How does the housing market track equity prices?
What is the relationship between single-family realty markets and equity markets? What are their similarities and differences? Can we draw any insights to guide investment decisions?
Below is a chart that compares the standardized returns for a single-family residential property index (SFR), with the Dow Jones Industrial Average, the S&P 500 Index and the Nasdaq composite over the past 11 year. This chart was constructed using the total estimated value for all single-family residential units that were built before 2012 and will still exist in 2023 (72.2 millions units nationally). This avoids inflating the SFR incorrectly with the value of newly built properties.
All four series show a close correlation from 2012 to late 2016. This is before equity indexes and Nasdaq begin to move away from SFR. Although the returns on Nasdaq seem to be higher than the others, it is important to remember that these values do not include dividends paid to investors.
Although dividend payments are quite common in S&P and DJIA, they are extremely rare in Nasdaq. The value of their shelter or the rent they receive form tenants is another way that homeowners can receive a dividend.
We all know that the sudden drop in equity values at the beginning of the pandemic was followed up by an unprecedented rise in stock and real estate prices, especially in the technology sector. Although there has been very little research on the links between equity markets and real property markets, it seems that technology workers, who benefited from both new wealth in stock options and increased salaries due to intense competition for talent, may have contributed to the acceleration in real estate valuations.
This effect was also dispersed geographically because the same tech workers became untethered at specific work locations.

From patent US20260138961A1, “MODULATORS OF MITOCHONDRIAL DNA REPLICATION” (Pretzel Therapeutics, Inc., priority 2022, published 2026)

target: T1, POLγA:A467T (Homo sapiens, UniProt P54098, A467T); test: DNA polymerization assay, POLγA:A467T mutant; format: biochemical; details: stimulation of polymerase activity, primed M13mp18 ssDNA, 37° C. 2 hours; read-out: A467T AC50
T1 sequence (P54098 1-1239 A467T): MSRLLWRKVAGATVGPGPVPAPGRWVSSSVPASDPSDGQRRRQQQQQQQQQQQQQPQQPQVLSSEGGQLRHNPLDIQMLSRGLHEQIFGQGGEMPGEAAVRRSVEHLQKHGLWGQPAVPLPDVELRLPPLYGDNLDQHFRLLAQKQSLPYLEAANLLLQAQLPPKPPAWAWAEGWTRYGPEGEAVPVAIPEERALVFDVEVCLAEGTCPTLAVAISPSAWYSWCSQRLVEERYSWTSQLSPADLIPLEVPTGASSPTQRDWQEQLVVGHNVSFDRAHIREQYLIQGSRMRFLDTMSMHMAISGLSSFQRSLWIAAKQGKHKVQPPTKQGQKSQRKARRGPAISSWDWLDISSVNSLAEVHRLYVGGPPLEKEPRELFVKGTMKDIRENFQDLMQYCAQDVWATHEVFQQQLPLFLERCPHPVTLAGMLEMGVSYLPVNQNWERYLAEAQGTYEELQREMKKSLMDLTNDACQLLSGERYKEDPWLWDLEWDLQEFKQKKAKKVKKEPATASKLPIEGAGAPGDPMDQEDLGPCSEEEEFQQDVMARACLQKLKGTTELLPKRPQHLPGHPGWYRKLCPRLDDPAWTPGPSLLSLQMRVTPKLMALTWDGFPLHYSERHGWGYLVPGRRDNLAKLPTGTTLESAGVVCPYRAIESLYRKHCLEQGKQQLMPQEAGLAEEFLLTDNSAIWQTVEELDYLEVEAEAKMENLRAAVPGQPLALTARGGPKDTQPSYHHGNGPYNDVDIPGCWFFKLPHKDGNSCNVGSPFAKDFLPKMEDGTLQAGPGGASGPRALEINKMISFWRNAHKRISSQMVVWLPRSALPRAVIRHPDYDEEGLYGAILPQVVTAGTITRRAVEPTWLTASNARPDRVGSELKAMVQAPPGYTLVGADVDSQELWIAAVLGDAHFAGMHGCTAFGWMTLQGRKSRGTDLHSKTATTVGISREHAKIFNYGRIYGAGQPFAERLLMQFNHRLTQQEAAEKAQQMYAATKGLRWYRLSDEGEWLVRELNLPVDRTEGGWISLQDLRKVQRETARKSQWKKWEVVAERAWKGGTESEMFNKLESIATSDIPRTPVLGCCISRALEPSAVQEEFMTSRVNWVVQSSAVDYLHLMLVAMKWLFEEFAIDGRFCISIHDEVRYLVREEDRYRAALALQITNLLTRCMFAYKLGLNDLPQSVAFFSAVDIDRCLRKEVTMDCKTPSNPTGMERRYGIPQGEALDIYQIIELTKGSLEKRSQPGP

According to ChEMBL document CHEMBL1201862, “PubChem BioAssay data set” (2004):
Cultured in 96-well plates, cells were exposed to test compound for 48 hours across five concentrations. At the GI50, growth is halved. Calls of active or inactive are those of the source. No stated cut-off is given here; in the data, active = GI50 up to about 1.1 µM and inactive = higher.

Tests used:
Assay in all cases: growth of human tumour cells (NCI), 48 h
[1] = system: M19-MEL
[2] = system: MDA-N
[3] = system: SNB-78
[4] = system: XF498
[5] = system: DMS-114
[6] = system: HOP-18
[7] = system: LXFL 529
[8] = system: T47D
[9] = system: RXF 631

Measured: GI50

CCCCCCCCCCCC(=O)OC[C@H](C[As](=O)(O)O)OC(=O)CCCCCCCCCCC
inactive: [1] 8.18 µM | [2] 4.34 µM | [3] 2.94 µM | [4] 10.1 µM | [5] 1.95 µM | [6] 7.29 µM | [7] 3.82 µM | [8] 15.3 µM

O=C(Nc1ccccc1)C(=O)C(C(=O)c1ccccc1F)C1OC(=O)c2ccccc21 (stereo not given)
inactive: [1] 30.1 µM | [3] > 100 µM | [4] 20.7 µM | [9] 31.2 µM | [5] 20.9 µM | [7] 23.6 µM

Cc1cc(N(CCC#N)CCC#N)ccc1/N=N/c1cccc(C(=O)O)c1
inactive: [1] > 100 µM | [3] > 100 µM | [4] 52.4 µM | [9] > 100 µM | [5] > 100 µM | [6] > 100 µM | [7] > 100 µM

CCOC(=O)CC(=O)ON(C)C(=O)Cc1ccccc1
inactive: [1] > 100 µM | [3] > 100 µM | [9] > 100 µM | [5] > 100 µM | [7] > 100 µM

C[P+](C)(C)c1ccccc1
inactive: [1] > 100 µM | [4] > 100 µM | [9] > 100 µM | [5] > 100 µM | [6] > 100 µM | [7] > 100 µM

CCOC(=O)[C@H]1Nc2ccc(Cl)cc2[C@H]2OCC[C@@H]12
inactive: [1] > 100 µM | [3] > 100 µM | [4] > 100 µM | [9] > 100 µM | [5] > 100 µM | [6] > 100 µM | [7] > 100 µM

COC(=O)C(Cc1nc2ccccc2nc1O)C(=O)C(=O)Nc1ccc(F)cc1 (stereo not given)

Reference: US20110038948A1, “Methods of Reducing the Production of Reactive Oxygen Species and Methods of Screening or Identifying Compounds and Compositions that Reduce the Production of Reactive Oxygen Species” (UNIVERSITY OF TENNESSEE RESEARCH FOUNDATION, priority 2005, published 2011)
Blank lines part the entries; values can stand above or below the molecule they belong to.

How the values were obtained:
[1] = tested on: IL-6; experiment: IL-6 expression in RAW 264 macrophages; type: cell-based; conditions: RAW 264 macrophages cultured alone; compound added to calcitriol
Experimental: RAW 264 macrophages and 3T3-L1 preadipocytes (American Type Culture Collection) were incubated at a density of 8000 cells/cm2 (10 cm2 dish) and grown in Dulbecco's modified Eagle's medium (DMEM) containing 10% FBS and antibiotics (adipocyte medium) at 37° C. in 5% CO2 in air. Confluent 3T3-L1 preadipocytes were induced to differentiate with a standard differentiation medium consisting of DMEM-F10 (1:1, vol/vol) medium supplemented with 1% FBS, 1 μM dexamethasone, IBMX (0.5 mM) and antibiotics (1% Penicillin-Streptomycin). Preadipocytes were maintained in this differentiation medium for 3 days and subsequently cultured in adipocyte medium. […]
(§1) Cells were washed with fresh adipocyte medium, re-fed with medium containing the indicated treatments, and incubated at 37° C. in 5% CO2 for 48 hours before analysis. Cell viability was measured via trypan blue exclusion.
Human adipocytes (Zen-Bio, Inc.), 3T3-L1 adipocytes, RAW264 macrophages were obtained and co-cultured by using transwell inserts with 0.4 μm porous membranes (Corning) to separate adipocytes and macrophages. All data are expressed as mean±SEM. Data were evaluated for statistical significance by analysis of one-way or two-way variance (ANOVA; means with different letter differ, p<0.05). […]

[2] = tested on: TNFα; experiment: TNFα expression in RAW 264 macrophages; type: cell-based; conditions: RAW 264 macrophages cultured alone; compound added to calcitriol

With rising inflation and corresponding rises in interest rates, the party stopped or at least slowed down. Surprisingly, equity values reached their peak in December 2021, but SFR valuations continued to rise for seven more months. Both the DJIA and S&P dropped to levels similar to the SFR before stabilizing. This lag was almost certainly due to capital flowing out of suddenly destabilized stock market and into real estate.
Real estate is making a comeback
Although there has been a steady decline in SFR values over the past few years, it has not been as dramatic as the equity indexes and has not been as dramatic as many prognosticators had expected.
What is boosting real estate valuations? One reason could be that after decades of low inflation, and interesting rates, we’re now able to re-discover one of the most important purposes of real estate investing: hedging against inflation. Capital tends to flow to tangible goods such as real estate and gold in inflationary periods. Their long-term value is less susceptible to being lost.
The interrelationships of stocks and real estate become more interesting when we examine specific geographies or market segments. This is what the future articles will explore in this series.
Vince O’Neill serves as the Chief Economist at Plunk.
Trends in the housing market
stock market performance